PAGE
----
​Russia could beat us in war says army chief

War machine: A British soldier (on the left) matched up against a Russian counterpart (right).

Should we invest more in defence? Yesterday the head of the British army issued an urgent call to build up the military, but sceptics ridiculed the idea that modern Russia is a real threat.

The threat of war with Russia is “on Europe’s doorstep”, claimed the head of the UK’s armed forces. And if that threat turns real, Britain may not have the resources to fight back.

That was the disturbing message yesterday as General Sir Nick Carter piled pressure on politicians to give the Army more cash.

He claimed that the military’s ability to fight “will be eroded if we don’t keep up with our adversaries”, and that threats will only be countered by “finding more money for defence”.

Britain’s army is already the smallest it has been since the Napoleonic wars, and there has been speculation of more cutbacks to come.

Even so, the extent of the danger Russia poses to the UK is disputed. According to journalist Ewen MacAskill Russia is far enough away “not to pose a territorial threat”.

However, that does not make conflict unthinkable. Currently, British troops are part of a NATO force deployed in Poland, Lithuania, Latvia, and Estonia. And Britain’s obligations to NATO mean that it must defend these countries if Russia attacks.

Western leaders were put on edge last year when Putin oversaw massive military exercises, which specifically simulated a European invasion. Last week the Swedish government even distributed leaflets instructing people on what to do in the event of a nuclear war.

Tension in the region is increasing, but Putin himself has said it would be “insane” to attack a NATO member.

It could, however, be that other less conventional tactics are now on the cards. In his speech, Sir Nick also warned of the dangers of cyber-warfare on both military and civilian life.

Since Russia invaded Ukraine in 2014, it has unleashed a “digital blitzkreig” of cyber attacks on the population. Hackers have cut the power to thousands of homes and paralysed essential computer systems. And last year it was revealed that Russian cyber attacks have already hit British energy and communication networks.

So should Britain invest more in its military?

Red scare

The Russia threat is a “red herring,” says columnist Simon Jenkins, and some agree. The UK is advised to spend 2% of its GDP on defence, and that is exactly what it is doing. Furthermore, it is not the number of soldiers or tanks we have that creates military might, but strategic alliances like NATO. By standing tall with our allies we can ensure the Russia threat will be contained.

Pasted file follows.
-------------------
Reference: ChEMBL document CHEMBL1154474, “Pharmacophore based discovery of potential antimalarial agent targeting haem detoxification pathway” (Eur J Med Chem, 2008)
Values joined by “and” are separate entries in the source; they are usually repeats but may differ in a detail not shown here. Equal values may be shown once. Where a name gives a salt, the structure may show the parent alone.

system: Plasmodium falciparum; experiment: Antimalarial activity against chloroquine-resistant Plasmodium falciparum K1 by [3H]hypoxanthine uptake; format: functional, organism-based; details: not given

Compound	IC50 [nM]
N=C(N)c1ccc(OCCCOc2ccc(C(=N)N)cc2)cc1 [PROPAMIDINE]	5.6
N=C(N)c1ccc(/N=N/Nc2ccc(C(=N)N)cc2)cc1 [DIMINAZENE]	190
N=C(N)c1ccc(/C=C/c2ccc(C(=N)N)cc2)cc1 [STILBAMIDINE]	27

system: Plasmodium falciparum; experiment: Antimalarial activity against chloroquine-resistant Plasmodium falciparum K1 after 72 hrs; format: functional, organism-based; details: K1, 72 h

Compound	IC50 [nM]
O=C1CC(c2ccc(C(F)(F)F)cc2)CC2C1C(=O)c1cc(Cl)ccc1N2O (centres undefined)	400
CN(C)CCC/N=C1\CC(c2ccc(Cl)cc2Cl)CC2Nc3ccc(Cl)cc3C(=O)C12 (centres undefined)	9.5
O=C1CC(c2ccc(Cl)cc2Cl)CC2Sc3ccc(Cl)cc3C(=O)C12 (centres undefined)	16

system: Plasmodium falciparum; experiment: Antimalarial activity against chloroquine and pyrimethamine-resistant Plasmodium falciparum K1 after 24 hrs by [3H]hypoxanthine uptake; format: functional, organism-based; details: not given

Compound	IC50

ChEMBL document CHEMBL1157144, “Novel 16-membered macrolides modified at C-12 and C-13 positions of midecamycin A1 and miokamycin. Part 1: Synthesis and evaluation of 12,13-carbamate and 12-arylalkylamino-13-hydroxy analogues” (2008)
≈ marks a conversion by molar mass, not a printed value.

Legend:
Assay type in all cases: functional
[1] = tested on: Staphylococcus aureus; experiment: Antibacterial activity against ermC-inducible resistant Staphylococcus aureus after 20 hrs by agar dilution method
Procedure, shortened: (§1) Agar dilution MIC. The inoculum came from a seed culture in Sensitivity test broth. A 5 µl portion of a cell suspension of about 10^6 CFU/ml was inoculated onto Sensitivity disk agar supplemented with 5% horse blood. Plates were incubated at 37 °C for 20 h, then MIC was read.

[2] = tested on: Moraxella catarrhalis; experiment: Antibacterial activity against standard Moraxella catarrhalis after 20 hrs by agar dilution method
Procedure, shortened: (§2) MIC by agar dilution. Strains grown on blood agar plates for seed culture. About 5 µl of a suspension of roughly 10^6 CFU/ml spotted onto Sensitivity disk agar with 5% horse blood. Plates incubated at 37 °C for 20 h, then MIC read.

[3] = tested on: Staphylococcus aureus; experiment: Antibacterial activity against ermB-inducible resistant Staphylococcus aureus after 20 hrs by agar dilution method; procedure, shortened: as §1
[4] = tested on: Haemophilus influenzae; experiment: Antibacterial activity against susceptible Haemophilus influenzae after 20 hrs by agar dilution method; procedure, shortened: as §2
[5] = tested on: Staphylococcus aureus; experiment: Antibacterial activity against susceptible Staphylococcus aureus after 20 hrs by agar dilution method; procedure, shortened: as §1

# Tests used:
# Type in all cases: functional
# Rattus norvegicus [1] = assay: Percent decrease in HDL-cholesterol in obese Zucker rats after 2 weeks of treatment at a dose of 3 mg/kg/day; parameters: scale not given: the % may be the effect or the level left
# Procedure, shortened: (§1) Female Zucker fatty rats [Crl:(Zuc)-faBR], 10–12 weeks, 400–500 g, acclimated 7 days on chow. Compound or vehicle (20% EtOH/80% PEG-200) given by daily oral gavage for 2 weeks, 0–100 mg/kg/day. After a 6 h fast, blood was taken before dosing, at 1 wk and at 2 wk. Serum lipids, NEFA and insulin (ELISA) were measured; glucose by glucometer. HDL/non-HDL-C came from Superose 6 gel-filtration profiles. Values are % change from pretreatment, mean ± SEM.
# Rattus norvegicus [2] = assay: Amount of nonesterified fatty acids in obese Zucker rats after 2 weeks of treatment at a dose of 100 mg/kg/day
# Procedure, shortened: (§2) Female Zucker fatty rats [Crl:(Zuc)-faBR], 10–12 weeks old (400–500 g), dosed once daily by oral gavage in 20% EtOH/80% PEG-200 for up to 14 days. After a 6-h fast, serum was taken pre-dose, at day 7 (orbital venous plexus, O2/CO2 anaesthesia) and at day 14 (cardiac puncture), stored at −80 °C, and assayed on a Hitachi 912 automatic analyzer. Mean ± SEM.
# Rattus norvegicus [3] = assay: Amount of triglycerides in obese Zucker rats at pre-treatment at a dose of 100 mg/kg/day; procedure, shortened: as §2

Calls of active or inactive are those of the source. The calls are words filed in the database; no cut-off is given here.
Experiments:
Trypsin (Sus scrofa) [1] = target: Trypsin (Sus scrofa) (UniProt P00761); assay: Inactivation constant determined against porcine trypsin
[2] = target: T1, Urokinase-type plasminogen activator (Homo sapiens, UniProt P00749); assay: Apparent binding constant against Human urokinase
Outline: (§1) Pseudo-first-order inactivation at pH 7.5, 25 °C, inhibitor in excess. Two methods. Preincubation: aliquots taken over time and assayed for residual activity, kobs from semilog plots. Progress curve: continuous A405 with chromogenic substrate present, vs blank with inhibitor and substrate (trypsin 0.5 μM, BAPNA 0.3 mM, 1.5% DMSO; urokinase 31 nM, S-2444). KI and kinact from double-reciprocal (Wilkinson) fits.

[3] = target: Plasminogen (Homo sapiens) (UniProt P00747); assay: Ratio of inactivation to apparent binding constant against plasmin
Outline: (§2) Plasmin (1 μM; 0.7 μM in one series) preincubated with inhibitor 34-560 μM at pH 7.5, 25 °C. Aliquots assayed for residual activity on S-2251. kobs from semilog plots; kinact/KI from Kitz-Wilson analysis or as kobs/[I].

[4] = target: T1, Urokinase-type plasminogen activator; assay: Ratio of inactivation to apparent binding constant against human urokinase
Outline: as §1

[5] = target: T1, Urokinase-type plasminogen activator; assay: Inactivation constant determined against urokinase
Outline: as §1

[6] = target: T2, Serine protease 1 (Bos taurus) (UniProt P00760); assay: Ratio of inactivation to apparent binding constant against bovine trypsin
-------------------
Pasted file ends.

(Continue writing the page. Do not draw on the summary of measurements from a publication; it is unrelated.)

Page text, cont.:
We must not be complacent, others respond. Russia is clearly becoming more aggressive, both on land and in cyberspace. The peaceful consensus which has graced most of Europe since the second world war cannot last forever, and Britain must be able to stand on its own two feet when old alliances fall apart. Give the military the money they need.

You Decide

  1. Will there ever be another big war in Europe?
  2. Can armies be a force for peace?

Activities

  1. Imagine you have been granted an interview with Vladimir Putin, but you can only ask him one question. What would you ask him and why?
  2. Watch and read the resources in Become An Expert. Give yourself 15 minutes to write a response to the following question: “War with Russia is the single biggest danger facing the UK right now. Discuss.” Try to make your writing as clear and concise as possible.

Some People Say...

“War does not determine who is right, but only who is left.”

Bertrand Russell

What do you think?

Q & A

What do we know?
Between April 2016 and March 2017, the British Government spent £35.3 billion on defence. The UK has the fifth biggest defence budget in the world and the highest in the EU. Russia currently has the world’s third highest defence budget behind the USA and China.
What do we not know?
Whether the UK government will heed the calls for greater defence spending. Also the true threat that Russia holds for Europe is hotly debated. According to NATO, 4,500 troops have been deployed to the Baltic region following growing fears of Russian incursions. However, we do not know what actions Putin plans to take in the region.

Word Watch

Smallest
As of October 2017, there were 82,040 full-time and fully-trained troops in the British Army. When members of the Royal Air Force, Royal Navy, and Royal Marines are included the number of fully trained service personnel is just over 137,000.
Napoleonic wars
Series of conflicts between the French Empire led by Napoleon, and a coalition of European forces led by the British (1803—1815).
NATO
North Atlantic Treaty Organisation. Established in 1949 and currently made up of 29 Western nations. If one member state is attacked, all others are required to come to its assistance.
Military exercises
Known as “Zapad”, these drills involve thousands of Russian troops and take place every four years.
Revealed
Ciaran Martin, chief executive of the National Cyber Security Centre, said that these attacks were an attempt by Russia to “undermine the international system”.
Advised
This spending target is set by NATO for all of its member states. In 2016 only 5 countries hit the target.